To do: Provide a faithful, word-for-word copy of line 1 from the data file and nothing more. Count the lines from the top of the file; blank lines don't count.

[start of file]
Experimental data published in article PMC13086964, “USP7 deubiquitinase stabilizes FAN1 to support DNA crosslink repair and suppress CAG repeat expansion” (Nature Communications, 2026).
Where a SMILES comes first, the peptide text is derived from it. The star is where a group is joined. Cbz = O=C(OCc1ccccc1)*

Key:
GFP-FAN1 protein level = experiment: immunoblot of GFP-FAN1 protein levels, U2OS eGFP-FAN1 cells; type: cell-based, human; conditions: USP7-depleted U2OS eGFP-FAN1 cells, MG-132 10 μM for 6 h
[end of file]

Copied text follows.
Experimental data published in article PMC13086964, “USP7 deubiquitinase stabilizes FAN1 to support DNA crosslink repair and suppress CAG repeat expansion” (Nature Communications, 2026).